During the time of the study, 66 new patients were diagnosed with small intestinal cancer. Fifty-six of these cases were screened and seven (12.5%) were found to be HBsAg−/anti-HBc+.
The median age was 56 (range, 51-76) years old. Five patients were male and two were female. Four patients were born outside of the United States (Table 2). Four patients were white, two were black, and one was Asian. Two patients had a history of current or former smoking, and three patients had a history of current or former alcohol use. One patient had a diagnosis of HNPCC. The remainder of patients had no genetic syndromes, history of inflammatory bowel disease or other chronic inflammatory syndromes that could explain their risk.
Our review of institution-wide screening data revealed a relatively high percentage of patients with small bowel cancer exposed to HBV when compared with all GI tract malignancies and when compared to our overall data. This has, to our knowledge never been described.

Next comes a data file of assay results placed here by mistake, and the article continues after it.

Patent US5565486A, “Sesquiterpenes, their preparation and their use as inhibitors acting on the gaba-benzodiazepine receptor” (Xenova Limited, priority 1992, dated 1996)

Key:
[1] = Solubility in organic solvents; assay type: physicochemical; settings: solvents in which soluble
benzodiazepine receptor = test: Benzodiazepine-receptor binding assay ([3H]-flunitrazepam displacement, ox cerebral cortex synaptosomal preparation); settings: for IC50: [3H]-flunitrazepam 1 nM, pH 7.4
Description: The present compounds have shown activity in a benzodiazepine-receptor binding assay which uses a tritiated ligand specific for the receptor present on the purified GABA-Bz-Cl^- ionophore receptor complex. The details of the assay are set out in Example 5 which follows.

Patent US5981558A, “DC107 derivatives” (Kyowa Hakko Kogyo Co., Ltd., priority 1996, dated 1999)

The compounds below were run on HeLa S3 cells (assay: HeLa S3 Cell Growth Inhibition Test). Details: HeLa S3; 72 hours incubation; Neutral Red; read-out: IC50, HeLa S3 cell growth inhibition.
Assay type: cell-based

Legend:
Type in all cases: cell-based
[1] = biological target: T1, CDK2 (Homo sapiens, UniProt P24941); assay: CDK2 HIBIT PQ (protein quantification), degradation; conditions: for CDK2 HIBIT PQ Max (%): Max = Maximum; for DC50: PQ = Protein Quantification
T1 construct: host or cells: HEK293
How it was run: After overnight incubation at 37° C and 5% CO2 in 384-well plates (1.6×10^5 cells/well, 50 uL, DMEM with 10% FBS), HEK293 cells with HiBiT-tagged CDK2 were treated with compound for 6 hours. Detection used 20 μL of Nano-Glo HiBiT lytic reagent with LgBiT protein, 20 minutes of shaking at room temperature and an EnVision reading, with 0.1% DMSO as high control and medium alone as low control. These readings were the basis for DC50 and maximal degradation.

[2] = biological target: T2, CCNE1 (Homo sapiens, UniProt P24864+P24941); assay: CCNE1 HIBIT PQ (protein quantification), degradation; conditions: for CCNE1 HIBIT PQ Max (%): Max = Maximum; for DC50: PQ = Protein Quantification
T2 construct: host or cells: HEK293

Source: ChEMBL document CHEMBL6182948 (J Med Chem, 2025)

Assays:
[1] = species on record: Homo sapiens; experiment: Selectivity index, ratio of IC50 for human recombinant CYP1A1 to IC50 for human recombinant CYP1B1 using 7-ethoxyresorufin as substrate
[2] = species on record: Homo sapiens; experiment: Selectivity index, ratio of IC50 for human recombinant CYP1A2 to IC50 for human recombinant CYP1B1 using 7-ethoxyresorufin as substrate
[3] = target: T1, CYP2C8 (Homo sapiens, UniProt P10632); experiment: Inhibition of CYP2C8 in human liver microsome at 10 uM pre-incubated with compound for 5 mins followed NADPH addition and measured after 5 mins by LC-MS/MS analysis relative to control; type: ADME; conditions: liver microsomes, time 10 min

HBV infection has never been described as a risk factor or in association with small bowel malignancy. Nevertheless, we found a significantly higher rate of anti-HBc positivity in these patients compared to those with biliary cancer, colorectal cancer, gastric cancer, and pancreatic cancer. The overall age-adjusted prevalence of HBsAg and anti-HBc between 1999 and 2006 in the United States has been measured to be 0.27% and 4.7% respectively (13). In our study population of patients with small bowel cancer, the prevalence of anti-HBc was 12.5%. We reviewed seven cases of small bowel adenocarcinoma for potential risk factors and found only one case (Patient 2) that could be explained by known risk factors (HNPCC). To our knowledge this is the first report to examine a possible association between HBV exposure and risk for small bowel adenocarcinoma.